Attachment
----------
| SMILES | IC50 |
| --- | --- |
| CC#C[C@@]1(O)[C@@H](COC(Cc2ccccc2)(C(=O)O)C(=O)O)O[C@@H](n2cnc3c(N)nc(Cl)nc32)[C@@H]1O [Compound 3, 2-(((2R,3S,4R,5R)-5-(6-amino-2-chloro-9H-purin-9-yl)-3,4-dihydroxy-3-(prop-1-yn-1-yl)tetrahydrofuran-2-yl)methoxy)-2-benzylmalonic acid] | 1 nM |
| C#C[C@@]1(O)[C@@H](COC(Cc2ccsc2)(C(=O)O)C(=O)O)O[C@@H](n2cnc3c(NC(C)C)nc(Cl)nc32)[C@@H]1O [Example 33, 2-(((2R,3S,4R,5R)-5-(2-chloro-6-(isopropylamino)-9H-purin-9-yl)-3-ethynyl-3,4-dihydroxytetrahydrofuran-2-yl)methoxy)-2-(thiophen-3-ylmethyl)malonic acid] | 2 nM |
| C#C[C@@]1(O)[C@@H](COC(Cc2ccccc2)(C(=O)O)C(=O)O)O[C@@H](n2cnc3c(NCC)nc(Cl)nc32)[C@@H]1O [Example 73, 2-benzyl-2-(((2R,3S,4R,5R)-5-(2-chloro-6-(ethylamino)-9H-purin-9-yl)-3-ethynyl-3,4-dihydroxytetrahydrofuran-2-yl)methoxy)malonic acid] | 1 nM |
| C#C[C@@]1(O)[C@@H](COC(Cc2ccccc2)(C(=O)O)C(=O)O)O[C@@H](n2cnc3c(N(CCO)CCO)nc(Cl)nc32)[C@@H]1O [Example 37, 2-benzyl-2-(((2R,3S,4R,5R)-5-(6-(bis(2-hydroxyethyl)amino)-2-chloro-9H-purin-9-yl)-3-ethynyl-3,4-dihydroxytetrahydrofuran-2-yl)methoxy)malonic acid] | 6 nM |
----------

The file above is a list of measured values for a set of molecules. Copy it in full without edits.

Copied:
| SMILES | IC50 |
| --- | --- |
| CC#C[C@@]1(O)[C@@H](COC(Cc2ccccc2)(C(=O)O)C(=O)O)O[C@@H](n2cnc3c(N)nc(Cl)nc32)[C@@H]1O [Compound 3, 2-(((2R,3S,4R,5R)-5-(6-amino-2-chloro-9H-purin-9-yl)-3,4-dihydroxy-3-(prop-1-yn-1-yl)tetrahydrofuran-2-yl)methoxy)-2-benzylmalonic acid] | 1 nM |
| C#C[C@@]1(O)[C@@H](COC(Cc2ccsc2)(C(=O)O)C(=O)O)O[C@@H](n2cnc3c(NC(C)C)nc(Cl)nc32)[C@@H]1O [Example 33, 2-(((2R,3S,4R,5R)-5-(2-chloro-6-(isopropylamino)-9H-purin-9-yl)-3-ethynyl-3,4-dihydroxytetrahydrofuran-2-yl)methoxy)-2-(thiophen-3-ylmethyl)malonic acid] | 2 nM |
| C#C[C@@]1(O)[C@@H](COC(Cc2ccccc2)(C(=O)O)C(=O)O)O[C@@H](n2cnc3c(NCC)nc(Cl)nc32)[C@@H]1O [Example 73, 2-benzyl-2-(((2R,3S,4R,5R)-5-(2-chloro-6-(ethylamino)-9H-purin-9-yl)-3-ethynyl-3,4-dihydroxytetrahydrofuran-2-yl)methoxy)malonic acid] | 1 nM |
| C#C[C@@]1(O)[C@@H](COC(Cc2ccccc2)(C(=O)O)C(=O)O)O[C@@H](n2cnc3c(N(CCO)CCO)nc(Cl)nc32)[C@@H]1O [Example 37, 2-benzyl-2-(((2R,3S,4R,5R)-5-(6-(bis(2-hydroxyethyl)amino)-2-chloro-9H-purin-9-yl)-3-ethynyl-3,4-dihydroxytetrahydrofuran-2-yl)methoxy)malonic acid] | 6 nM |